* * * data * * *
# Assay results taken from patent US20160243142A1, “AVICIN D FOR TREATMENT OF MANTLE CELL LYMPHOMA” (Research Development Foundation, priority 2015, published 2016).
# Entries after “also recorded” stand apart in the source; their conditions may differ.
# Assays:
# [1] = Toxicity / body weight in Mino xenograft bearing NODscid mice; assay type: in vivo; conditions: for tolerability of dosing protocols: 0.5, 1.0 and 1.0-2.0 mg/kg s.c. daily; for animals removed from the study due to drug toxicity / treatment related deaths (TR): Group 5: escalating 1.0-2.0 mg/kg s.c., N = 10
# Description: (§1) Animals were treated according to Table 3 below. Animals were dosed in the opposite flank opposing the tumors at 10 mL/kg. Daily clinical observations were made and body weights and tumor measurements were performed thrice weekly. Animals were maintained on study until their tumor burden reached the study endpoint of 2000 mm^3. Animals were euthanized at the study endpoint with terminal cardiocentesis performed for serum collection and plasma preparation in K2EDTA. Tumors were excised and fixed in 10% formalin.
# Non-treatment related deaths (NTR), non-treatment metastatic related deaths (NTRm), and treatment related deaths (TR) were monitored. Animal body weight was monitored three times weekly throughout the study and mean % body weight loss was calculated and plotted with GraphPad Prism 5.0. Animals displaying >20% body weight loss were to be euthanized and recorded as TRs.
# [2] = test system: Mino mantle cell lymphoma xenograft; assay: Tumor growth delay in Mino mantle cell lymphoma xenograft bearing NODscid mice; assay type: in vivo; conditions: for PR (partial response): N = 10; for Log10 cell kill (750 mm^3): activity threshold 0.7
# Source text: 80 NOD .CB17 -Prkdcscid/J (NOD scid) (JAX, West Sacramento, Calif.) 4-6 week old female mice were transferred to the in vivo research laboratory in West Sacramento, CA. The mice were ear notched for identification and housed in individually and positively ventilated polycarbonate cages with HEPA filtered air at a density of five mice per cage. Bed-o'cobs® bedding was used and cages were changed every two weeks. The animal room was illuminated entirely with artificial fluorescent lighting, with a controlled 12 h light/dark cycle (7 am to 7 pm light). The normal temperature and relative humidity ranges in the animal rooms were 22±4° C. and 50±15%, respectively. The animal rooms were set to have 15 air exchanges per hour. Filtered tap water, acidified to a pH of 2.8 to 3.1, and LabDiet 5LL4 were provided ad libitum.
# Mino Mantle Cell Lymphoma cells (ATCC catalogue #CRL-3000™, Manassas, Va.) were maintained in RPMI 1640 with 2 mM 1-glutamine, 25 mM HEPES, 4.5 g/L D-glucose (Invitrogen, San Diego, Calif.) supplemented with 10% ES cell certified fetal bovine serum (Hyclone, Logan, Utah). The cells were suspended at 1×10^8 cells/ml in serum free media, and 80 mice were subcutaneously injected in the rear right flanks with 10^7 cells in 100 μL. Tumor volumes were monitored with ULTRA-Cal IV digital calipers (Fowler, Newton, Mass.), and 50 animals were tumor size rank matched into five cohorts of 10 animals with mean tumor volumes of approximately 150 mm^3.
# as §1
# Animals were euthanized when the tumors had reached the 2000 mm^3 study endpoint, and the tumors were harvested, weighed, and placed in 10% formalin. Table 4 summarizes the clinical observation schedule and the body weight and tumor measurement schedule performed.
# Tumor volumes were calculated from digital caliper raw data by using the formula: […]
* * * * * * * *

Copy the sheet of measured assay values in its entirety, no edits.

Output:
# Assay results taken from patent US20160243142A1, “AVICIN D FOR TREATMENT OF MANTLE CELL LYMPHOMA” (Research Development Foundation, priority 2015, published 2016).
# Entries after “also recorded” stand apart in the source; their conditions may differ.
# Assays:
# [1] = Toxicity / body weight in Mino xenograft bearing NODscid mice; assay type: in vivo; conditions: for tolerability of dosing protocols: 0.5, 1.0 and 1.0-2.0 mg/kg s.c. daily; for animals removed from the study due to drug toxicity / treatment related deaths (TR): Group 5: escalating 1.0-2.0 mg/kg s.c., N = 10
# Description: (§1) Animals were treated according to Table 3 below. Animals were dosed in the opposite flank opposing the tumors at 10 mL/kg. Daily clinical observations were made and body weights and tumor measurements were performed thrice weekly. Animals were maintained on study until their tumor burden reached the study endpoint of 2000 mm^3. Animals were euthanized at the study endpoint with terminal cardiocentesis performed for serum collection and plasma preparation in K2EDTA. Tumors were excised and fixed in 10% formalin.
# Non-treatment related deaths (NTR), non-treatment metastatic related deaths (NTRm), and treatment related deaths (TR) were monitored. Animal body weight was monitored three times weekly throughout the study and mean % body weight loss was calculated and plotted with GraphPad Prism 5.0. Animals displaying >20% body weight loss were to be euthanized and recorded as TRs.
# [2] = test system: Mino mantle cell lymphoma xenograft; assay: Tumor growth delay in Mino mantle cell lymphoma xenograft bearing NODscid mice; assay type: in vivo; conditions: for PR (partial response): N = 10; for Log10 cell kill (750 mm^3): activity threshold 0.7
# Source text: 80 NOD .CB17 -Prkdcscid/J (NOD scid) (JAX, West Sacramento, Calif.) 4-6 week old female mice were transferred to the in vivo research laboratory in West Sacramento, CA. The mice were ear notched for identification and housed in individually and positively ventilated polycarbonate cages with HEPA filtered air at a density of five mice per cage. Bed-o'cobs® bedding was used and cages were changed every two weeks. The animal room was illuminated entirely with artificial fluorescent lighting, with a controlled 12 h light/dark cycle (7 am to 7 pm light). The normal temperature and relative humidity ranges in the animal rooms were 22±4° C. and 50±15%, respectively. The animal rooms were set to have 15 air exchanges per hour. Filtered tap water, acidified to a pH of 2.8 to 3.1, and LabDiet 5LL4 were provided ad libitum.
# Mino Mantle Cell Lymphoma cells (ATCC catalogue #CRL-3000™, Manassas, Va.) were maintained in RPMI 1640 with 2 mM 1-glutamine, 25 mM HEPES, 4.5 g/L D-glucose (Invitrogen, San Diego, Calif.) supplemented with 10% ES cell certified fetal bovine serum (Hyclone, Logan, Utah). The cells were suspended at 1×10^8 cells/ml in serum free media, and 80 mice were subcutaneously injected in the rear right flanks with 10^7 cells in 100 μL. Tumor volumes were monitored with ULTRA-Cal IV digital calipers (Fowler, Newton, Mass.), and 50 animals were tumor size rank matched into five cohorts of 10 animals with mean tumor volumes of approximately 150 mm^3.
# as §1
# Animals were euthanized when the tumors had reached the 2000 mm^3 study endpoint, and the tumors were harvested, weighed, and placed in 10% formalin. Table 4 summarizes the clinical observation schedule and the body weight and tumor measurement schedule performed.
# Tumor volumes were calculated from digital caliper raw data by using the formula: […]